Friday, June 20, 2014

Hide and Seek: Portrait of the Artist as a Young Woman: Part 3

Becoming the Actor-Writer
In 2010 and 2011, I visited London to workshop a stage play I’d been writing, Today I Live, in collaboration with my mentor Lloyd Trott.   I was hot on the heels of this fruitful writing process when I was accepted to UC Davis, and though excited about the course, I was loath to put work on the play aside and turn my hand entirely to acting and teaching.  But the illusion that we must choose is often as false as the illusion that we must do it all:  During my second year at UC Davis, I received a Margrit Mondavi Fellowship for further development of Today I Live and contrary to my previous expectation, had the opportunity for further work on the play, within the University environment.

Hide & Seek:
“The notion of ‘presence and absence’ is a recurring trope among all ‘performed autobiographies’…”[10] 
Hanna Berrigan, director of the London workshops, was curious to know why I myself didn’t play the central role in my play, commenting that I reminded her of the actress whom I have spoken to about playing the role of Niaz in a potential London production.   I responded that although I was drawn to the idea of playing Niaz in theory, not only am I from a different ethnic background than Niaz, but I have been largely concerned with seeing the character and the play from the outside. ‘Seeing’ Niaz has been a recurrent theme in this creative process. 

In much the way that it is difficult to see oneself, close loved ones or family members with any sense of impartiality it has been hard for me to write this character.  Whether I play her or not, Niaz is my voice hidden within the text.  I as the writer ‘appear’ to be absent from my play: a story that does not ‘appear’ to be autobiographic, bearing scant resemblance to the facts of my own life.  This exemplifies the typical artist’s game of hide and seek.  Obscuring myself under a metaphorical layering of the vastly different cultures and circumstances of my characters in Today I Live, I felt free to explore my own preoccupations, with which the play is bursting.   The Mondavi Fellowship gave me an opportunity to ‘try out’ Niaz as an actor on ‘the inside’, reporting back to the external writer, like a journalist on field assignment.   I was unsatisfied with how I had previously written the character and jumped at the chance to view her through a different lens.

I didn’t quite know what I was getting into.  My internal experience of double exposure in playing a role I have written, triggered a desire to hide all the time.   I struggled to free myself within the role, under the gaze of the observing and editing writer.  Failing to put the writer entirely aside during this process affected my playing of the role.  Constantly preoccupied with what the writing was doing or needed to be doing, kept me at a slight remove.  As this was the first time I’d ever played a character I have written, I wasn’t familiar with the pit falls I faced or how to avoid them.  Yet the process proved successful for ‘the writer’, who benefitted from the actor’s ‘live feed’, about what wasn’t working in the role of Niaz.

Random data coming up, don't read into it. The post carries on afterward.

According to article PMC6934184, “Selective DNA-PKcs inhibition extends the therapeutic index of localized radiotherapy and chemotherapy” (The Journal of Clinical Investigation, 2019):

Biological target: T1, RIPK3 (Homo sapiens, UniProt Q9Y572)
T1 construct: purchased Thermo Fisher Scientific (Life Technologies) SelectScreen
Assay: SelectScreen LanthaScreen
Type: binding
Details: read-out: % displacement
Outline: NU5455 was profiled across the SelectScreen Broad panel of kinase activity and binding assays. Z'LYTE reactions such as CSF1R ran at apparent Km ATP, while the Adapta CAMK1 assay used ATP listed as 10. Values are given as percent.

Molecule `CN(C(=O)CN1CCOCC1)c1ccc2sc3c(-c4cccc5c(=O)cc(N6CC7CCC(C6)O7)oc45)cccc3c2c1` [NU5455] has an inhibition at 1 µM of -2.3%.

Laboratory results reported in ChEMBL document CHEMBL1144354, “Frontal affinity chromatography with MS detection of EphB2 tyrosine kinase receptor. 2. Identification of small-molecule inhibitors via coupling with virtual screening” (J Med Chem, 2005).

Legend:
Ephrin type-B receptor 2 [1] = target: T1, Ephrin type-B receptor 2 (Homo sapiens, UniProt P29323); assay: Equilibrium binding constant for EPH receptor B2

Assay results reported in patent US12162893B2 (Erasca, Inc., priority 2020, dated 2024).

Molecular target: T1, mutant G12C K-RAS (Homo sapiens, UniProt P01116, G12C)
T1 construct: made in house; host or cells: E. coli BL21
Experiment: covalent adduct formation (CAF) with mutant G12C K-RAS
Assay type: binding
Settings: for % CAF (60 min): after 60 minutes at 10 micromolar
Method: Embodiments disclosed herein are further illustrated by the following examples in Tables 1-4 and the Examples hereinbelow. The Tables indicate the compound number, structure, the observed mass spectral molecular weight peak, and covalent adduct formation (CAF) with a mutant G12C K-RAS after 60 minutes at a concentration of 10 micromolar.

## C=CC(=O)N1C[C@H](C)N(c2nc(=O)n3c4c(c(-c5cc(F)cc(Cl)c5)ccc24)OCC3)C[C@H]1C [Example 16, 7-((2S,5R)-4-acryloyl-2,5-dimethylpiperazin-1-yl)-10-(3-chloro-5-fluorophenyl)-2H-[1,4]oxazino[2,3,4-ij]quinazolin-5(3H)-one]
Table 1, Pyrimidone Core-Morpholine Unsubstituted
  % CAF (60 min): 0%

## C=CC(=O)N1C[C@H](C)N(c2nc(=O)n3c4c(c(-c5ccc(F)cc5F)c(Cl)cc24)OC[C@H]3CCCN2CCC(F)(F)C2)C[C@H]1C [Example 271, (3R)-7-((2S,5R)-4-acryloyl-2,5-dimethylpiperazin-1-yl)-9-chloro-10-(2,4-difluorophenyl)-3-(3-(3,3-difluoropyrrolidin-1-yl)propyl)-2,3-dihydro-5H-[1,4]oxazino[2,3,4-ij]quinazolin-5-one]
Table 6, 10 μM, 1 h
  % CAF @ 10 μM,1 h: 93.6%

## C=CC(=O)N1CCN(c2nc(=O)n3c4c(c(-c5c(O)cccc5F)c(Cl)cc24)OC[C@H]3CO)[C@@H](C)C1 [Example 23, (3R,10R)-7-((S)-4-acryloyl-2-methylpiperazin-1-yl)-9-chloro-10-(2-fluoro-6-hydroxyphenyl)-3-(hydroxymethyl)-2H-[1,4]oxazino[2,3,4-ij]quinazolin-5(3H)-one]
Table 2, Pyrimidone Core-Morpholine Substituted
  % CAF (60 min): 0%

The experience was energizing, and yet I felt that my workshop performance was flawed.  This provoked in me a desire to develop the process of actor/writer collaboration.  What circumstances are most conducive to letting go of the critical eye?  Can I successfully act in something I have written? Some of the answers are found in the nuts and bolts of artistic process.  But to understand the conflicted relations of female writer to actor to self, I would like to paint the backdrop of our scene: the wider social and historical context from which the two emerge.

(Continued here:  "Disguise Thou Art a Wickedness")

[1]  Rosalind, As You Like It by William Shakespeare

[2] Hereafter referred to as RADA
[3] Process-oriented approaches to learning place as much value on the experience of doing exercises rather than the outcome or endpoint of a given task, in the belief that the deepest learning occurs through moment to moment ‘experiencing’ of the exercise itself
[4] Current Head of Dramaturgy at RADA
[5] The title of the solo exploration, which forms the practical aspect of this thesis:
[6] Excerpt from the BBC tagline to Alaska which aired on BBC R4: September 21st, 1995
[8] Toni Morrison as cited in Newsweek Magazine, March 30th, 1981
[9] I continue to take classes in aspects of craft I wish to improve and intend to do so for the rest of my life
[10]Maggie B. Gale and Viv Gardner, Auto/biography and Identity: Women, Theatre and Performance  (Manchester UK: Manchester University Press 2004) p. 3

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